Milley Looks to Beef Up Guard Readiness
With tensions around the world showing no signs of abating, Army Chief of Staff Gen. Mark A. Milley said he’s taking “very concrete steps” to upgrade the readiness of the Army National Guard.
Milley cited three ways in which that effort is unfolding. First, he wants to double the number of Army National Guard brigade combat teams that go through decisive-action rotations at major training centers, he said Sept. 10 in delivering the keynote address to the annual conference of the National Guard Association of the United States in Baltimore.
In 2016, the Army sent two Guard BCTs through decisive-action training rotations, and will probably do the same this year. “But in 2018 we want to put into the budget that we’re going to double that to four … a 100 percent increase in the training readiness of the combat formations within the National Guard,” Milley said.
Second, he noted that the Army’s Associated Units pilot program, in which Guard units train closely with active-duty partner units, is “gaining momentum. We’ve got 14 different Associated Units across all components, and that’s allowing us to better leverage the capabilities of the Guard and the Regular Army. The point is integration to improve readiness.”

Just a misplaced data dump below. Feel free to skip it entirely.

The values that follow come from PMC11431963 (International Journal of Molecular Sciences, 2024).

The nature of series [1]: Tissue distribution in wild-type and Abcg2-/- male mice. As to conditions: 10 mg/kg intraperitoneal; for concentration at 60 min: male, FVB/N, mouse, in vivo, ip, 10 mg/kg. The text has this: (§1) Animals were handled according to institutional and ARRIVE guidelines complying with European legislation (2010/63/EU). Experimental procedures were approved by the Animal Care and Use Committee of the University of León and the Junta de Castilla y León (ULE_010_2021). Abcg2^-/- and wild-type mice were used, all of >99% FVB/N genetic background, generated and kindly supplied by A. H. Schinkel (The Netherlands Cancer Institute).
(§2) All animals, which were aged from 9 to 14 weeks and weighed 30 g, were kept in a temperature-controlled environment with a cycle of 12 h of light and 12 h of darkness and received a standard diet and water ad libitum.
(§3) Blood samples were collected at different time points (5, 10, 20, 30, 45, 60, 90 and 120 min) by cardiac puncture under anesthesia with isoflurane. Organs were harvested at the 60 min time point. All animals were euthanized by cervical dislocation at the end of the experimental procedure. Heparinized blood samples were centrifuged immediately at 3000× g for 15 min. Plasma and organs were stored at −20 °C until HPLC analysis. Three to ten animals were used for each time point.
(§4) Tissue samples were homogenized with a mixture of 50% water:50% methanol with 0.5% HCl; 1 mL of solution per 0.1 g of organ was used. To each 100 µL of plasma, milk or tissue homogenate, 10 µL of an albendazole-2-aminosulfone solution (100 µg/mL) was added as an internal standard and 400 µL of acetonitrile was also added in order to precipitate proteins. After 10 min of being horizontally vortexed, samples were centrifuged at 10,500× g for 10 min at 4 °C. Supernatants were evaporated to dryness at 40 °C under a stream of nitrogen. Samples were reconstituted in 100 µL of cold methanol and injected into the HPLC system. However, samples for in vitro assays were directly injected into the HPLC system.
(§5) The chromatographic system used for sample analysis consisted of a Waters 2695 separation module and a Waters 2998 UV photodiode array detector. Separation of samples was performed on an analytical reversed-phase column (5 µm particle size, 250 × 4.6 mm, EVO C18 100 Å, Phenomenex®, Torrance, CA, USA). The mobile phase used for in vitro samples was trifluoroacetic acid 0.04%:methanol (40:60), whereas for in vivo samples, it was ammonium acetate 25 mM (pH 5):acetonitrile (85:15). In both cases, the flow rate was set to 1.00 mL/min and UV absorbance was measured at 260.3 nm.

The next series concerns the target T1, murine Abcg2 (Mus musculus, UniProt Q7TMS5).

Finally, Milley said he wants to increase the number of training days for members of the Guard, “hopefully” starting in 2018, even as he acknowledged administrative and regulatory issues to be resolved in that area.
“I’m going to do it, though, because we have to do it,” he said. “The possibility of armed conflict is real, and the time available to mobilize and deploy … might not be available in the next conflict. We are one Army. We were one Army a year ago, we are one Army today, and we are going to remain one Army forever.”
Retired Gen. Carter F. Ham, president and CEO of the Association of the U.S. Army, said Milley’s comments “are exactly right.”
“America’s Army simply cannot accomplish the many missions expected of it without the full engagement of the Regular Army, Army National Guard, Army Reserve and Army civilians,” Ham said. “I am proud of the work done by the National Commission on the Future of the Army and I am fully committed to having AUSA support the Total Force now and in the future.”
Ham chaired the commission, which in its 208-page report in January stressed the need for the Army to fully implement the Total Force Policy and “capitalize on the reserve components to provide not only needed operational capabilities, but also the strategic depth required for future campaigns.”